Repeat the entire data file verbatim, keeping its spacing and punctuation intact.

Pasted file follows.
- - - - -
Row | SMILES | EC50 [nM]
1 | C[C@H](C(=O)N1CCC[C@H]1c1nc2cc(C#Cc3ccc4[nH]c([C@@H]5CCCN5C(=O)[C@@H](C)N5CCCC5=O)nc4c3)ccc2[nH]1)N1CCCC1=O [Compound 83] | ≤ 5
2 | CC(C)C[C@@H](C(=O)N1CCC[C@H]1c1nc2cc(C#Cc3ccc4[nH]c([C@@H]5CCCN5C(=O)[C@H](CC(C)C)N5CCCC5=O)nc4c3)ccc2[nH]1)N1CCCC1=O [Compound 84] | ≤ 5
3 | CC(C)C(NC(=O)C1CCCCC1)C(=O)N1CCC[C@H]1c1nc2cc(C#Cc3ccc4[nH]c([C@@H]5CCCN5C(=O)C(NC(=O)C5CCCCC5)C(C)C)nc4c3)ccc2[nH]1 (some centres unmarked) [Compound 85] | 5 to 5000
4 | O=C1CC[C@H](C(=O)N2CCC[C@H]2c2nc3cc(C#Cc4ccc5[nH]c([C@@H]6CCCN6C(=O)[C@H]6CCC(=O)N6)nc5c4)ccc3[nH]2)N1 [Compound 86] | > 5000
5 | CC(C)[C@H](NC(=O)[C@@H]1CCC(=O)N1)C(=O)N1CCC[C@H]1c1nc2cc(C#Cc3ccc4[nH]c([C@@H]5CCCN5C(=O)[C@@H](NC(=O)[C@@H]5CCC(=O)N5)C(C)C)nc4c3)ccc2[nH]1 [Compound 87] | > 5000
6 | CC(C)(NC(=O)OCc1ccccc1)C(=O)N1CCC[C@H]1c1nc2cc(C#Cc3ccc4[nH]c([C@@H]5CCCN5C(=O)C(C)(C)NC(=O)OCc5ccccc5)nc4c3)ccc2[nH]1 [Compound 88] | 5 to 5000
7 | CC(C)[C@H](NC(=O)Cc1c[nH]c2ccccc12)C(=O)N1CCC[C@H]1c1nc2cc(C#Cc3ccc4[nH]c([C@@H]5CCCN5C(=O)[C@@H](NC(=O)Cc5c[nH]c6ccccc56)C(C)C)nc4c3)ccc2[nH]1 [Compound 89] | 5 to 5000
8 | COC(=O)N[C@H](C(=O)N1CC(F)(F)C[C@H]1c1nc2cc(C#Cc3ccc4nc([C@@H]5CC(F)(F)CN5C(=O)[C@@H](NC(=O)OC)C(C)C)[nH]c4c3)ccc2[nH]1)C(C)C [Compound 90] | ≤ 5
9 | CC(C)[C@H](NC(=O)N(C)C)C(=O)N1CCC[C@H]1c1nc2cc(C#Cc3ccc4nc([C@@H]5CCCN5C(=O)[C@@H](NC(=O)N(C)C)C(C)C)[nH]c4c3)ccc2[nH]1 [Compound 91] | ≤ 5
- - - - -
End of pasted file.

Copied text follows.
Row | SMILES | EC50 [nM]
1 | C[C@H](C(=O)N1CCC[C@H]1c1nc2cc(C#Cc3ccc4[nH]c([C@@H]5CCCN5C(=O)[C@@H](C)N5CCCC5=O)nc4c3)ccc2[nH]1)N1CCCC1=O [Compound 83] | ≤ 5
2 | CC(C)C[C@@H](C(=O)N1CCC[C@H]1c1nc2cc(C#Cc3ccc4[nH]c([C@@H]5CCCN5C(=O)[C@H](CC(C)C)N5CCCC5=O)nc4c3)ccc2[nH]1)N1CCCC1=O [Compound 84] | ≤ 5
3 | CC(C)C(NC(=O)C1CCCCC1)C(=O)N1CCC[C@H]1c1nc2cc(C#Cc3ccc4[nH]c([C@@H]5CCCN5C(=O)C(NC(=O)C5CCCCC5)C(C)C)nc4c3)ccc2[nH]1 (some centres unmarked) [Compound 85] | 5 to 5000
4 | O=C1CC[C@H](C(=O)N2CCC[C@H]2c2nc3cc(C#Cc4ccc5[nH]c([C@@H]6CCCN6C(=O)[C@H]6CCC(=O)N6)nc5c4)ccc3[nH]2)N1 [Compound 86] | > 5000
5 | CC(C)[C@H](NC(=O)[C@@H]1CCC(=O)N1)C(=O)N1CCC[C@H]1c1nc2cc(C#Cc3ccc4[nH]c([C@@H]5CCCN5C(=O)[C@@H](NC(=O)[C@@H]5CCC(=O)N5)C(C)C)nc4c3)ccc2[nH]1 [Compound 87] | > 5000
6 | CC(C)(NC(=O)OCc1ccccc1)C(=O)N1CCC[C@H]1c1nc2cc(C#Cc3ccc4[nH]c([C@@H]5CCCN5C(=O)C(C)(C)NC(=O)OCc5ccccc5)nc4c3)ccc2[nH]1 [Compound 88] | 5 to 5000
7 | CC(C)[C@H](NC(=O)Cc1c[nH]c2ccccc12)C(=O)N1CCC[C@H]1c1nc2cc(C#Cc3ccc4[nH]c([C@@H]5CCCN5C(=O)[C@@H](NC(=O)Cc5c[nH]c6ccccc56)C(C)C)nc4c3)ccc2[nH]1 [Compound 89] | 5 to 5000
8 | COC(=O)N[C@H](C(=O)N1CC(F)(F)C[C@H]1c1nc2cc(C#Cc3ccc4nc([C@@H]5CC(F)(F)CN5C(=O)[C@@H](NC(=O)OC)C(C)C)[nH]c4c3)ccc2[nH]1)C(C)C [Compound 90] | ≤ 5
9 | CC(C)[C@H](NC(=O)N(C)C)C(=O)N1CCC[C@H]1c1nc2cc(C#Cc3ccc4nc([C@@H]5CCCN5C(=O)[C@@H](NC(=O)N(C)C)C(C)C)[nH]c4c3)ccc2[nH]1 [Compound 91] | ≤ 5